|Publication number||US4045733 A|
|Application number||US 05/702,845|
|Publication date||Aug 30, 1977|
|Filing date||Jul 6, 1976|
|Priority date||Jul 6, 1976|
|Publication number||05702845, 702845, US 4045733 A, US 4045733A, US-A-4045733, US4045733 A, US4045733A|
|Inventors||Jerome J. Dolan, Roy R. Rosenberger|
|Original Assignee||Nalco Chemical Company|
|Export Citation||BiBTeX, EndNote, RefMan|
|Patent Citations (7), Referenced by (2), Classifications (9)|
|External Links: USPTO, USPTO Assignment, Espacenet|
The present invention relates to a multiplex circuit having a plurality of measuring stages, connected in cascade, with each stage including a timing circuit for delaying readout of the measured quantity until stabilization of the measuring device has taken place.
Another purpose is a multiplex circuit for use in connection with measuring devices requiring a stabilization period before an accurate reading is provided.
Another purpose is a multiplex circuit of the type described including a plurality of timers so connected between the measuring device and the readout device as to delay turn-on of the readout device for a predetermined interval after turn-on of the measuring device.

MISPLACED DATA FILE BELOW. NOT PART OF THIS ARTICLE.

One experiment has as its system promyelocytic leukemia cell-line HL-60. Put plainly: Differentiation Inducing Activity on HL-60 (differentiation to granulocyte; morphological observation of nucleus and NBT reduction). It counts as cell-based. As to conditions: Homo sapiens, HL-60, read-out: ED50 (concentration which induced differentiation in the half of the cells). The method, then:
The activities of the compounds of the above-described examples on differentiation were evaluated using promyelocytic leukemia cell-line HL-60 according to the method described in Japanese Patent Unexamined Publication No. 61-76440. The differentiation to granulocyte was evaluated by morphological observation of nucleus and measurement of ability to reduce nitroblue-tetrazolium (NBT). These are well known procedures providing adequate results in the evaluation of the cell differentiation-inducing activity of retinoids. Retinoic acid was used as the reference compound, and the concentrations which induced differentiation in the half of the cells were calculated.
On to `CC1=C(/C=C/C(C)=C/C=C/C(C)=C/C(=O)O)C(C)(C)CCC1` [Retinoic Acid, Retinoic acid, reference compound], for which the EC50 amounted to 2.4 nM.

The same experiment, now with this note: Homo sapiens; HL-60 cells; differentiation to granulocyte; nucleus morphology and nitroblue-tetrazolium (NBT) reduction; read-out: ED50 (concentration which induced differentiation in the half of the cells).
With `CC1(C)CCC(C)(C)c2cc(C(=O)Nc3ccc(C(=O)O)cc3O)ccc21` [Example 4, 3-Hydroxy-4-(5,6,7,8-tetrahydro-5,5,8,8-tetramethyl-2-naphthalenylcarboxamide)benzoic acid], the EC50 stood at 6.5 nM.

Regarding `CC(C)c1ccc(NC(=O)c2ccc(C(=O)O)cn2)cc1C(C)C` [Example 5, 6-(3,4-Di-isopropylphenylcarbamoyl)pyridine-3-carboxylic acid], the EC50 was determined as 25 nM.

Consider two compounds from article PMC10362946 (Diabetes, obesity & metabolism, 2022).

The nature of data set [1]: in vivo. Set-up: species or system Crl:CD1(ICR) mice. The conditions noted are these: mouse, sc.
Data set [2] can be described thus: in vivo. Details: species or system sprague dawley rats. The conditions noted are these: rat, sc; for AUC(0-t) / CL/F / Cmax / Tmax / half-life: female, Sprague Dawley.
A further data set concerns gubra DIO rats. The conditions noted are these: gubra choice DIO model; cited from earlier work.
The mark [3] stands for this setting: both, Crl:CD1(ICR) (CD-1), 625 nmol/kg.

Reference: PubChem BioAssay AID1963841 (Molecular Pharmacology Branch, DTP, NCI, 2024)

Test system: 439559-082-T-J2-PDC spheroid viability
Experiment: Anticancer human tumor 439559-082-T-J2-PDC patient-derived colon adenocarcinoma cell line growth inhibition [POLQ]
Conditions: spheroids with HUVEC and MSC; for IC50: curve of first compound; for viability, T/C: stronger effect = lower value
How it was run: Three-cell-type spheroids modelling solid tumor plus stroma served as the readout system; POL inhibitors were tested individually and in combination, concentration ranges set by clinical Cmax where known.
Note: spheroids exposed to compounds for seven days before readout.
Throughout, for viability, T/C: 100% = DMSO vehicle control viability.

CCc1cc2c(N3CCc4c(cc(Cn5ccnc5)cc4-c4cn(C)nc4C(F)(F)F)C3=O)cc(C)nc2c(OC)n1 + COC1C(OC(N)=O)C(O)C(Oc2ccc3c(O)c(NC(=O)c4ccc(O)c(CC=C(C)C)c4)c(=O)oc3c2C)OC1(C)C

Another purpose is a simply constructed reliably operable multiplex circuit for use with inductive measuring devices.
Another purpose is a multiplex circuit of the type described which may be arranged for use with any number of measuring stages.
Other purposes will appear in the ensuing specification, drawing and claims.
The invention is illustrated diagrammatically in the attached schematic electrical diagram.
The present invention has application in measuring the conductivity of washing solutions used in the manufacture of brown stock, an intermediate material generated in the manufacturing of kraft paper, for forming paper bags, cartons and other kraft paper products. The multiplex circuit described and claimed has substantially wider use. Specifically, the multiplex circuit has utility in conjunction with measuring devices which require a period of stabilization before accurate readings are provided.
In measuring the conductivity of washing solutions in the environment described, there may be a plurality of washing stages, with separate solutions used in each. The present multiplex circuit will be described in conjunction with four such stages in which there are a pair of conductivity probes measuring the conductivity of the solution at each stage.